With Rick Santorum announcing the end to his presidential bid, the field is effectively cleared for frontrunner Mitt Romney. Commentators in the US have been looking at what this means for the battle for the top seat.
The bowing out of Mr Santorum is a chance for Mr Romney to move on and repair wounds suffered in the primaries, and also limits further harm, says Dan Balz in the Washington Post .
"His departure spares Romney from a potentially costly and ugly primary campaign in Santorum's home state as well as the possibility of embarrassing defeats in other primaries," he says.
Seema Mehta, from the LA Times , agrees, saying Mr Santorum's exit "effectively ended a bruising intraparty clash that many feared was harming Republicans' ability to take on President Barack Obama in the fall."
Observers say that even before Mr Santorum bowed out, Mr Romney was broadening his campaign to focus more on the message he is looking to convey in November's polls; now, they say, he can put all his energies into this task.
This means looking at fundraising and election infrastructure, as well as a change in priority of campaign states, the Wall Street Journal notes .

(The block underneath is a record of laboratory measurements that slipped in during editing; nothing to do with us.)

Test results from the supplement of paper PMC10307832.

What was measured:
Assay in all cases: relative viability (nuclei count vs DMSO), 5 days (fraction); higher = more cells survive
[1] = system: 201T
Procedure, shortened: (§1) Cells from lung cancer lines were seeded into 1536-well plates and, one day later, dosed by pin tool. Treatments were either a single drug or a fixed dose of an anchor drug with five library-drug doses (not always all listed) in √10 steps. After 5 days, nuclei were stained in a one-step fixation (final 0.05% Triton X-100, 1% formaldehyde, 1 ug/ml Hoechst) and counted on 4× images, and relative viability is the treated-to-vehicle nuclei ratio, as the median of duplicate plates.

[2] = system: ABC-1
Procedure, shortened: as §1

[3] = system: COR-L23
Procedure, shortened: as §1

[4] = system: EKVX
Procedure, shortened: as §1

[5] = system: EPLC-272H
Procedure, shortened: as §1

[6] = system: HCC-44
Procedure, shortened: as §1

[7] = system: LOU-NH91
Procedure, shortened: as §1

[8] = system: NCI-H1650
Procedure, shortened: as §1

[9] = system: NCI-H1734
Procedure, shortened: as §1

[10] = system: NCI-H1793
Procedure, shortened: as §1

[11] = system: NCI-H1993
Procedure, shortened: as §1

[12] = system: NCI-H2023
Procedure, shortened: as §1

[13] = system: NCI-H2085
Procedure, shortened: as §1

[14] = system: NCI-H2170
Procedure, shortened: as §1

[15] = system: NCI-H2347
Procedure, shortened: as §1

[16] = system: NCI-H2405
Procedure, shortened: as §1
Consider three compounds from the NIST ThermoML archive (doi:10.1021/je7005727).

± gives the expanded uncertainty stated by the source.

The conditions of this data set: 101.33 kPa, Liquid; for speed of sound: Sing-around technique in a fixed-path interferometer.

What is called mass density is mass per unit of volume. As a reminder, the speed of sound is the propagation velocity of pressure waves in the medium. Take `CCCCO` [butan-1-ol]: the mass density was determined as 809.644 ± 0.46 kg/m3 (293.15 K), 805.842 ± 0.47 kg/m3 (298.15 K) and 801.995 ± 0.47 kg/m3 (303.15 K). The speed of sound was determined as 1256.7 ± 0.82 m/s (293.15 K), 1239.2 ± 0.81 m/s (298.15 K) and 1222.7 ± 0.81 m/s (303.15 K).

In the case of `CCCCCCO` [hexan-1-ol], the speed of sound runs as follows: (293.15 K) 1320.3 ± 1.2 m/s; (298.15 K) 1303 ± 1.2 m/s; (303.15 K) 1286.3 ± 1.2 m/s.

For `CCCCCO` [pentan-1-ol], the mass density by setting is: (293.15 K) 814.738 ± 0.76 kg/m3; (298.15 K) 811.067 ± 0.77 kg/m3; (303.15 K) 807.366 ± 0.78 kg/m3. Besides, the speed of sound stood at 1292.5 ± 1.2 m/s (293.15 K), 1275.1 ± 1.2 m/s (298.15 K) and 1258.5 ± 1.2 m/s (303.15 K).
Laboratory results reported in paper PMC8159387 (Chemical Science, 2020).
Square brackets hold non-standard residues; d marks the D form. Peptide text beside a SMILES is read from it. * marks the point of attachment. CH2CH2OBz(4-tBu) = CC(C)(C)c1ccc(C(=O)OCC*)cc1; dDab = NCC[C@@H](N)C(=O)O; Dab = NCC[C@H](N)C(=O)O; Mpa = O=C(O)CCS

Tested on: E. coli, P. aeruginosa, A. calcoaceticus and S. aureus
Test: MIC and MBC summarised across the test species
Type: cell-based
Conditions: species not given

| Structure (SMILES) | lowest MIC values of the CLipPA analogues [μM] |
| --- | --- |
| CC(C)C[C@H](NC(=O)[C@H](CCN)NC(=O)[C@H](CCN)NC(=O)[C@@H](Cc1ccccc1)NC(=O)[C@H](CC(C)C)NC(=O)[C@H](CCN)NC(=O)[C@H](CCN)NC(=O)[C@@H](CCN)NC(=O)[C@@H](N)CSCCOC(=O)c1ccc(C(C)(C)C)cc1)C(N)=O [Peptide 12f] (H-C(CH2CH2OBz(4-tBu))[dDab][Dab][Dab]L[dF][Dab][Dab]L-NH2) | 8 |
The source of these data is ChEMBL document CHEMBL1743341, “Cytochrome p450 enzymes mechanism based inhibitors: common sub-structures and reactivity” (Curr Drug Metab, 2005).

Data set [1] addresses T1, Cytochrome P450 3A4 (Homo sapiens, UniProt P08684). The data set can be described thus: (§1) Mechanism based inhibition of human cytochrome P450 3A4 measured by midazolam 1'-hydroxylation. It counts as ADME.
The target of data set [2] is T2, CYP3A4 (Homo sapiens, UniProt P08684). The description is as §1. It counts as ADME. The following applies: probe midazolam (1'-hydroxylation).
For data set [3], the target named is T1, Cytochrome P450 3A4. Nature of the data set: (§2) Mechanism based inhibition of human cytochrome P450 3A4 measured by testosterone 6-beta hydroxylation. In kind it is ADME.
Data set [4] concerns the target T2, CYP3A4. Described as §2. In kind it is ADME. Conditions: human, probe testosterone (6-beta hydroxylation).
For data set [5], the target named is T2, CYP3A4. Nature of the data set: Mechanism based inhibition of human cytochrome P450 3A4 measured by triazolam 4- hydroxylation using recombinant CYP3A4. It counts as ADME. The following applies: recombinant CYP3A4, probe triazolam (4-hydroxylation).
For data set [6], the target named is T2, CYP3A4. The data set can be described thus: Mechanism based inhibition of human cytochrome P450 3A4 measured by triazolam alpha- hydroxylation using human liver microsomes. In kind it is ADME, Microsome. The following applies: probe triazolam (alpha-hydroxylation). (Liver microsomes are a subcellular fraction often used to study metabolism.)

"The schedule going forward will likely be a mix of fundraising and campaigning in states that will also be important battlegrounds in the fall. States like Pennsylvania, North Carolina and New Mexico have yet to hold their primaries and are also expected to be competitive in the fall.
"Still, after planning to blitz Mr Santorum in the Keystone State, Mr Romney's campaign is toning down its Pennsylvania strategy and rolling back a multi-million dollar advertising buy there."
This also means, says John Cassidy in The New Yorker , he will now have to focus on moving his stance back to centre ground.
"With the challenge from the right largely removed - there is still Newt [Gingrich] - he should be able to tack back to the center."
Mr Romney could also do worse than narrow the gender gap, he adds, "which Santorum, with his out-of-the-mainstream views on contraception and abortion, helped widen into a chasm".
But, some warn that the move towards the mainstream risks alienating altogether the social and religious conservatives which Mr Santorum and other former contenders had won the support of.
Mr Romney should not presume the support of this group, says Patricia Murphy in the Daily Beast .
"The GOP field has lost something very important with Santorum's departure - a passionate conservative who speaks from the heart, talking not only about his own life, but the lives of people across America who face the same struggles.
"The GOP is now left with Romney, a man at odds with his party's base, but more important, a likely nominee at arm's length from his party's heart and soul."